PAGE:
Doctor of Leadership in Global Perspectives: Crafting Ministry in an Interconnected World

Demystifying Personality

Written by: on April 21, 2023

For as long as humans have existed, personality has been studied. And yet a comprehensive understanding of what makes humans so different from each other has largely remained a mystery, especially when it comes to proving personality science. Daniel Nettle set out to solve this mystery in his 2007 book titled, Personality: What makes you the way you are? In this work, Nettle offers a quantitative, scientific approach to personality theory using psychology and factor analysis to distill human personality characteristics to what the field of psychology calls The Big Five: Extraversion, Neuroticism, Conscientiousness, Agreeableness and Openness.[1]

I have read numerous books on personality over the years and am an avid user of Gallup’s Strengthsfinder,[2] as well as a certified Enneagram coach. However, until I read Daniel Nettle’s book, I had not observed the intersection of neuroscience and personality theory. Being able to describe how people are different is interesting and useful, but being able to observe those personality trats in the brain and even begin to map genetic variants to personality takes the implications to another level.

Nature vs. Nurture

Behavior geneticists estimate that our personality is based 50% on genetics and 50% on life experience and environmental factors. Curiously, research shows that “simple notions about the influences of family environment on personality must be discarded,” contrary to popular belief.[3]  In fact, there is a great deal we do not know about how the non-genetic components of personality are formed, which is indirectly related to my research on how to equip early adolescent girls with protective factors that increase resilience to daily stress. The 50% estimate of genetic-based personality makes me wonder if there is a similar percentage of stress resilience that is based on genetics, leaving up to 50% able to be impacted in a positive or negative way. If so, being able to enhance resilience by up to 50% offers remarkable potential. I have added that dynamic to my research list to investigate.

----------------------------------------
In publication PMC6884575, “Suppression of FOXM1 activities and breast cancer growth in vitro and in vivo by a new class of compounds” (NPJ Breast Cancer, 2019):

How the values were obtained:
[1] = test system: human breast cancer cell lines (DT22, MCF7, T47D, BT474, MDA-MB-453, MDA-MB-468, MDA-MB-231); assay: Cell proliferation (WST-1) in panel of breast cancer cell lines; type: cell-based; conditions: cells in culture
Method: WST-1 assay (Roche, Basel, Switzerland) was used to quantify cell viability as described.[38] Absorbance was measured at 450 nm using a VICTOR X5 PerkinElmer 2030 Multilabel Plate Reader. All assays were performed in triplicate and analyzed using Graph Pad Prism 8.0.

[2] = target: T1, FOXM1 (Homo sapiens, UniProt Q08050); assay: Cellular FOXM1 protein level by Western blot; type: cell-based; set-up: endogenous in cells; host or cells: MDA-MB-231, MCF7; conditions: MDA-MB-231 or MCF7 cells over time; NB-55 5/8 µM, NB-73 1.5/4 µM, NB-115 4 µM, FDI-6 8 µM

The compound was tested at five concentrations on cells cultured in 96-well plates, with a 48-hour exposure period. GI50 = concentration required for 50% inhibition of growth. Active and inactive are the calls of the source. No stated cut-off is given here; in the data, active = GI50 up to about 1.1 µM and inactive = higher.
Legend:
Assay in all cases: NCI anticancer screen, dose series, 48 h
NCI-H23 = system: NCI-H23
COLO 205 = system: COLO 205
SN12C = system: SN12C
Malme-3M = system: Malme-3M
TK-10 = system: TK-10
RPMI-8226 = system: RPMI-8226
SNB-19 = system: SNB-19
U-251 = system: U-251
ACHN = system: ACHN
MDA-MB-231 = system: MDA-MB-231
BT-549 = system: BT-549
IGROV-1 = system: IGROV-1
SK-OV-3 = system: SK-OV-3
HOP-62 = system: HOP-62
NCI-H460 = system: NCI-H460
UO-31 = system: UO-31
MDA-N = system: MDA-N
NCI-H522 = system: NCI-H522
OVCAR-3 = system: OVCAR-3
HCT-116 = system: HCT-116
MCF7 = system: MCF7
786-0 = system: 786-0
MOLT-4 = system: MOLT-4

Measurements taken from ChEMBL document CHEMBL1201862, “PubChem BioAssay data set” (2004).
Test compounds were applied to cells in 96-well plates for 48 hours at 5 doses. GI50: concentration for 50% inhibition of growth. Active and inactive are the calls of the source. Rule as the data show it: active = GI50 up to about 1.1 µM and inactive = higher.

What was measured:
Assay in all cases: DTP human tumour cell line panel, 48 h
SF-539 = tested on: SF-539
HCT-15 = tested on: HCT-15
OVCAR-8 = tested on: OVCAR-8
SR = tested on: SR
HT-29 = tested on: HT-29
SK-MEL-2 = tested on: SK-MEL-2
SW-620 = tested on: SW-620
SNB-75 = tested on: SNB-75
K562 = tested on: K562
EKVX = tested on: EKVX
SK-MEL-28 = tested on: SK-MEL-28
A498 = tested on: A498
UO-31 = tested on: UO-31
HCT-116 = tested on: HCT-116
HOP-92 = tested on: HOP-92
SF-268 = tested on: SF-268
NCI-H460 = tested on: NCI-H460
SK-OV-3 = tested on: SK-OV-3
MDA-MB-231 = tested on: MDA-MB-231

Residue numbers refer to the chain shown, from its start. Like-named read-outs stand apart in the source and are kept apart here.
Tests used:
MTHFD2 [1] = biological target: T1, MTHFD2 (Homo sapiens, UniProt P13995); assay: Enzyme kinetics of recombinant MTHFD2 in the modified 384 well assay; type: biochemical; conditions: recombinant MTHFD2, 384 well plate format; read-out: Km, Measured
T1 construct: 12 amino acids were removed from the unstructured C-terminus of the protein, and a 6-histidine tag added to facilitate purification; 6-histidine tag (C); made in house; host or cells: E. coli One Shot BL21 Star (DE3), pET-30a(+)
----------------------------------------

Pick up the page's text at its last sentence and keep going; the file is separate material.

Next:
Overlaying The Big Five with the Enneagram

In addition to relating personality theory with my research topic, I am also curious how The Big Five correlate with the Enneagram (my personal area of expertise). After a cursory review of related literature, I found a research study that explores that very thing. The OPQ32, a widely used measurement tool for personality, was given to 241 voluntary participants from various countries and their Big Five traits were compared to their Enneagram profiles.[4]  The study found a strong association between Enneagram personality type and OPQ32 and found that “it is possible to correctly classify the personality of around 70-75% of people in terms of their independently identified type.”[5]

The following diagram from the study shows how the 9 Enneagram types correspond to The Big Five.[6]

Per the diagram, as an Enneagram 7, I would likely be high in extraversion, low in neuroticism, high in openness, lower in agreeableness and lowest in conscientiousness.  In actuality, my scores on the Big Five were med-high extraversion, med-low neuroticism, high openness, high agreeableness, and med-low conscientiousness. It was fairly close!

Leadership Guidelines for Personality Theory